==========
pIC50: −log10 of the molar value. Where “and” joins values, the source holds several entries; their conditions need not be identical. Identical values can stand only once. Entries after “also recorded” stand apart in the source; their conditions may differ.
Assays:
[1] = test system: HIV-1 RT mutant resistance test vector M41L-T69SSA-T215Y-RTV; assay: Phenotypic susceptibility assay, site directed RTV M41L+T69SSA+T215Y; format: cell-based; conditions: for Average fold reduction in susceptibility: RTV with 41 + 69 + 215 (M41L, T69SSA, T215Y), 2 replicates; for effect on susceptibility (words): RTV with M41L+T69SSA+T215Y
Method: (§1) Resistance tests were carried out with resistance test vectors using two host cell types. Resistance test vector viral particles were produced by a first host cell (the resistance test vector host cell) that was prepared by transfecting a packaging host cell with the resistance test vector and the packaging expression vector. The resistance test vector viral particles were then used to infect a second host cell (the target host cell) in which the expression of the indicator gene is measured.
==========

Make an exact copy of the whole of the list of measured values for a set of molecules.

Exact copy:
pIC50: −log10 of the molar value. Where “and” joins values, the source holds several entries; their conditions need not be identical. Identical values can stand only once. Entries after “also recorded” stand apart in the source; their conditions may differ.
Assays:
[1] = test system: HIV-1 RT mutant resistance test vector M41L-T69SSA-T215Y-RTV; assay: Phenotypic susceptibility assay, site directed RTV M41L+T69SSA+T215Y; format: cell-based; conditions: for Average fold reduction in susceptibility: RTV with 41 + 69 + 215 (M41L, T69SSA, T215Y), 2 replicates; for effect on susceptibility (words): RTV with M41L+T69SSA+T215Y
Method: (§1) Resistance tests were carried out with resistance test vectors using two host cell types. Resistance test vector viral particles were produced by a first host cell (the resistance test vector host cell) that was prepared by transfecting a packaging host cell with the resistance test vector and the packaging expression vector. The resistance test vector viral particles were then used to infect a second host cell (the target host cell) in which the expression of the indicator gene is measured.